The 2017 Warblington excavation ran from 5th September to 16th September. 60 members of CDAS contributed 218 days of digging effort. Set up and tear down took a further 3 days.
Trench 1 was positioned to expose the 1.1 metre wide wall and hypocaust discovered at the end of the 2016 excavation. We also found evidence of the robbed out eastern wall and demonstrated that it was separated from the next building by a gap a metre wide. Our plan for 2017 was to understand the location of the four walls of this building, and how it related to the winged corridor villa.
Trench 1 shows a further section of the limestone-faced wall, the largely robbed out western wall, and a larger area of hypocaust. We found evidence for the base of a flue tile stack set into the walls. We concluded that this building had been roofed with terracotta tiles, had a vaulted ceiling, and had been decorated internally with painted plaster.
The building was separated from the villa by a narrow passage – suggesting that both structures were in use simultaneously. Dating evidence will have to wait for the pottery analysis, although a few low value late 3rd century coins were found during the excavation.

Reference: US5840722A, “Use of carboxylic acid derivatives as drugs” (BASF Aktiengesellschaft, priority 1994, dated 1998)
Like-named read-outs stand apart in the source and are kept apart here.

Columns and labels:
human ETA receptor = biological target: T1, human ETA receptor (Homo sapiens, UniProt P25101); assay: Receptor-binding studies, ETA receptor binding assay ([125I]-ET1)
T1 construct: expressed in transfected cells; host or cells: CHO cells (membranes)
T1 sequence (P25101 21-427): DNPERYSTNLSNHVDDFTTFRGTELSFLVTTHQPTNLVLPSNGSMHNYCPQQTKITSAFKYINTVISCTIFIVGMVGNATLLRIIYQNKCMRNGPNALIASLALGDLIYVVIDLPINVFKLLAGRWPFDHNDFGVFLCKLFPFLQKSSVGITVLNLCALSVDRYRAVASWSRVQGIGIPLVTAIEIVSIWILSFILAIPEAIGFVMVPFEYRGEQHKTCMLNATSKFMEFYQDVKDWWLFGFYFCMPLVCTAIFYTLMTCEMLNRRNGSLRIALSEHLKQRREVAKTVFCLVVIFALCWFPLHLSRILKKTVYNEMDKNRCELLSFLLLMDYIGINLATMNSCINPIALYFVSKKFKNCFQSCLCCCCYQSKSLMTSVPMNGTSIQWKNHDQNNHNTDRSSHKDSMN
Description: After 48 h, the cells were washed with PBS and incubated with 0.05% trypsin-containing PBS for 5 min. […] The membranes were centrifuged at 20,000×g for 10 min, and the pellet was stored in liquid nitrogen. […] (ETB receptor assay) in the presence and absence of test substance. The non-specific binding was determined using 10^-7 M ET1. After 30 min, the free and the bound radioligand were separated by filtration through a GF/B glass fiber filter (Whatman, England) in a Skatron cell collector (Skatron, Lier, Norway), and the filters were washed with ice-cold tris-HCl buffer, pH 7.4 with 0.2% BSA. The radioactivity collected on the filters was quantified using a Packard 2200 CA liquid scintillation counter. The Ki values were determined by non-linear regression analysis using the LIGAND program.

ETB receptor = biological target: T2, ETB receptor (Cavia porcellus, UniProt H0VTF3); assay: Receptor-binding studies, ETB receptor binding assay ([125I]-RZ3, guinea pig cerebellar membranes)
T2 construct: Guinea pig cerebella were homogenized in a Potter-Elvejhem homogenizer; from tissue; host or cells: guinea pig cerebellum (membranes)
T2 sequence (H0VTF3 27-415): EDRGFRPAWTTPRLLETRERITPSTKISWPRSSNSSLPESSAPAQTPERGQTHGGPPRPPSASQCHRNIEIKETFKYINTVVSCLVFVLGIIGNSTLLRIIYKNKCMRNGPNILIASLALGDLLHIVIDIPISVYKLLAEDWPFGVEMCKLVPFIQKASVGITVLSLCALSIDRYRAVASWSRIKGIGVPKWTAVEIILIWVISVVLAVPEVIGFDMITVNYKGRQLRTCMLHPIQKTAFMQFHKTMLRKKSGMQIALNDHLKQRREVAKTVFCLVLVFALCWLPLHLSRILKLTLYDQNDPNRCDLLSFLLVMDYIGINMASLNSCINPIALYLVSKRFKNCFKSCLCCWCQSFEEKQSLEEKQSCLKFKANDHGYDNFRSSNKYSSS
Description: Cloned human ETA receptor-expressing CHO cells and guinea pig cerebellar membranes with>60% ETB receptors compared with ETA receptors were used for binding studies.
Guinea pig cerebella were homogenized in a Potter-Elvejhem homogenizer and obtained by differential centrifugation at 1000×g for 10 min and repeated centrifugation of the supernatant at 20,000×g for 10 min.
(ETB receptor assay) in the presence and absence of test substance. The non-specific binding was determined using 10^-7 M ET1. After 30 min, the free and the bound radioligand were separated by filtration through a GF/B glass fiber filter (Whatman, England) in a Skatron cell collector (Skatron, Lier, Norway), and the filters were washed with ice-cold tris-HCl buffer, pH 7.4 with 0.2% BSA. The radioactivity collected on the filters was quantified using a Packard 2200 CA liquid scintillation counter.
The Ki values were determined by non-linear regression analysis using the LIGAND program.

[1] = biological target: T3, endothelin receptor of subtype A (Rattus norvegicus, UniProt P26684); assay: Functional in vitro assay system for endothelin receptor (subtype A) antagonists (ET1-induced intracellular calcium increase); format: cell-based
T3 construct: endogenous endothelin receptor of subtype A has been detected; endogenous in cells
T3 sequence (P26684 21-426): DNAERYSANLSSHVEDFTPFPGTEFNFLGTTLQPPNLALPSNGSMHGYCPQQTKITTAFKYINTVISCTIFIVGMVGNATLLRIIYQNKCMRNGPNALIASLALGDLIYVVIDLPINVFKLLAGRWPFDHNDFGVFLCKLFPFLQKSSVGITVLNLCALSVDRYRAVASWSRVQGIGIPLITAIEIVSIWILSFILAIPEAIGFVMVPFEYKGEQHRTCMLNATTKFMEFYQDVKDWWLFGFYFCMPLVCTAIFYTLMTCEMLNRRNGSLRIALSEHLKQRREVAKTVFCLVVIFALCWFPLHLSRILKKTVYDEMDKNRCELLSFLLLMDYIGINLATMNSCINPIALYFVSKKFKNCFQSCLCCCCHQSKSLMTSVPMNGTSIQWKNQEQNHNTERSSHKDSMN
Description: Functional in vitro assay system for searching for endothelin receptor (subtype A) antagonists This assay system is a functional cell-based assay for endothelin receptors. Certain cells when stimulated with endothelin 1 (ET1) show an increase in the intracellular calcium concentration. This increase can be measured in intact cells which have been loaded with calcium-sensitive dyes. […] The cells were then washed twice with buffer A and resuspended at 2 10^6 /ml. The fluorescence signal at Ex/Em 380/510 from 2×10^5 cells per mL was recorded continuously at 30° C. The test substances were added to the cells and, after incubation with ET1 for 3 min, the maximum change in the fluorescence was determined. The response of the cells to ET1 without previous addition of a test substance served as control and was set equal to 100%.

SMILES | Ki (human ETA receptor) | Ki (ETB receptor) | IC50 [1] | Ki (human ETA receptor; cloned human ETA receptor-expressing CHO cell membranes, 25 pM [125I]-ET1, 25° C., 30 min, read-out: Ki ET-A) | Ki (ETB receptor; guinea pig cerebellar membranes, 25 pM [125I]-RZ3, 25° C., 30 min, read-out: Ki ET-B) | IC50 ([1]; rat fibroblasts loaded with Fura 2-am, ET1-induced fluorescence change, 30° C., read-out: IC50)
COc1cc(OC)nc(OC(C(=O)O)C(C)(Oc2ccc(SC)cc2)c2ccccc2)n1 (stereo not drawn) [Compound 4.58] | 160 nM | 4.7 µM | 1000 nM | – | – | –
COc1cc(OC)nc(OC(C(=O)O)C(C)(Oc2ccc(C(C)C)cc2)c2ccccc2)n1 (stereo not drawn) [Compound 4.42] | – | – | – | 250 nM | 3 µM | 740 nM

Trench 2 was primarily designed to explore a geophysics response that was thought to be a well. As a result of our excavation, we are convinced that the feature was indeed a well – albeit in poor condition with a lot of masonry thrown into it. We realised that the south wall of the building we discovered in Trench 1 was close to the north side of this trench, so we extended the trench and discovered what we are interpreting as the robbed out stoke hole from the hypocaust building in Trench 1. The close proximity of the well and the stoke hole would suggest that this building was a bathhouse.
This was a research trench to examine the archaeology of the northeast corner of the site. We identified a square feature seen in the geophysics and have interpreted it as building constructed by digging a foundation trench; filling it with small stones and flints; levelling off with a layer of mortar, and constructing a wood framed building above. We believe that the curved area of stones that have not been covered with mortar on the western side was laid in front of the entrance.
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Site photos and 3D modelling by Hugh Fiske.
A selection of action shots and finds from the 2017 Warblington dig: